Climate change could see rise in tropical diseases in Germany

Germany should be prepared for an increase in the spread of tropical diseases as a result of climate change, according to the president of the Robert Koch Institute (RKI), Lothar Wieler.

The Robert Koch Institute is a German federal government agency and research institute responsible for disease control and prevention. It is located in Berlin and Wernigerode. As an upper federal agency, it is subordinate to the Federal Ministry of Health

Wieler told local media that climate change is leading to an expansion of the habitats of mosquitoes and ticks in Germany. “Many mosquito and tick species can transmit viral, bacterial and parasitic infectious agents,” he said.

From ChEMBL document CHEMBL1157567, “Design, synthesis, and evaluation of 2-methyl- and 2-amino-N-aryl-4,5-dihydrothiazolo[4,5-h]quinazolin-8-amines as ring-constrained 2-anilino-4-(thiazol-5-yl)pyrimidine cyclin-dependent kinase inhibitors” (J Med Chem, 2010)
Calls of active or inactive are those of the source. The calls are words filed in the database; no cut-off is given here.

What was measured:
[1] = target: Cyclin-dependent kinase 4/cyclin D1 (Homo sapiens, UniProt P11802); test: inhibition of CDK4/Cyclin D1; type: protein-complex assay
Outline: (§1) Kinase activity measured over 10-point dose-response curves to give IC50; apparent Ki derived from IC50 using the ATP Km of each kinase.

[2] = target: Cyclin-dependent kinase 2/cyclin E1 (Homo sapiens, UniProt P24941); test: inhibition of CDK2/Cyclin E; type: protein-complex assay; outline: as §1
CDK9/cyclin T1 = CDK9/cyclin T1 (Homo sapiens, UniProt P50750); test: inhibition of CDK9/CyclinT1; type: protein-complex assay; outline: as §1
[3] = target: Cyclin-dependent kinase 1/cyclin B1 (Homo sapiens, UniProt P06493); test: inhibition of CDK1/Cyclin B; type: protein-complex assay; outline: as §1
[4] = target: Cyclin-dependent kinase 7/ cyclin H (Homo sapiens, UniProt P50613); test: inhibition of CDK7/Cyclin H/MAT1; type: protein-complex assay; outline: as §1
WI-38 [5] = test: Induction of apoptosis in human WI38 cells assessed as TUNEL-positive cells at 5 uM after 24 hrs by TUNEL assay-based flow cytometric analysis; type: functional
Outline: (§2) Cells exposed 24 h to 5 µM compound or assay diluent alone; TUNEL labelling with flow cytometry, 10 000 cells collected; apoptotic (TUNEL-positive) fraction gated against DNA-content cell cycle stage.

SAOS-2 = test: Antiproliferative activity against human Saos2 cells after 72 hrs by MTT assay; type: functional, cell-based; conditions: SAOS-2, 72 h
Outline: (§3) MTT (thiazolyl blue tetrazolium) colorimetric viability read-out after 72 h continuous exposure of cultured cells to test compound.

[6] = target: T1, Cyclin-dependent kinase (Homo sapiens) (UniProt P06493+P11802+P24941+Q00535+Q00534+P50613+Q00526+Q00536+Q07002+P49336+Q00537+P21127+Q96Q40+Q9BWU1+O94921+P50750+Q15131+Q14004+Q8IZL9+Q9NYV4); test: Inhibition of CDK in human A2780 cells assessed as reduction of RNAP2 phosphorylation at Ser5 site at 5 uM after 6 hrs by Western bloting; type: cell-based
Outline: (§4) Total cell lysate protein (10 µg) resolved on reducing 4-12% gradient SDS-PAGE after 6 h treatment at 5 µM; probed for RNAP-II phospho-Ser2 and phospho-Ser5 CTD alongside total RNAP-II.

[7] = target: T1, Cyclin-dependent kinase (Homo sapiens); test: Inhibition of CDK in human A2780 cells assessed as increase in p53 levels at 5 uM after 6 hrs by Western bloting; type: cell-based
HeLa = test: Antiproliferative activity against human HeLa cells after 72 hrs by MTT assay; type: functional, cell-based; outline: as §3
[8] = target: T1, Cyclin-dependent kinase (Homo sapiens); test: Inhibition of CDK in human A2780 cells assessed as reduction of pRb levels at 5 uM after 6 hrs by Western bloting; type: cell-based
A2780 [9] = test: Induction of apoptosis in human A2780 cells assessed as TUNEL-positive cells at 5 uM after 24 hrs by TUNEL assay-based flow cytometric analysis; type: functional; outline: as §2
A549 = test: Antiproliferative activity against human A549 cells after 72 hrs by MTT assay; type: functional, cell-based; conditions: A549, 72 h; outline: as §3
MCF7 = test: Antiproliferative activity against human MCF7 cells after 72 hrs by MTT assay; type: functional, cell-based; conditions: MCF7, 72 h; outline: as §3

The reproduction of viruses in mosquitoes is temperature-dependent, so with higher temperatures over longer periods of time, the probability of infections from mosquito bites increases. 

Wieler named Zika, dengue and the West Nile virus, as well as early summer meningoencephalitis (FSME) as examples of viruses that could soon be on the rise in Germany and said there was even a possibility that Malaria could appear in the country.

Therefore, he said, it is crucial to raise awareness of such diseases in the medical profession in this country. 

“This is also an important concern for the RKI,” he said. 

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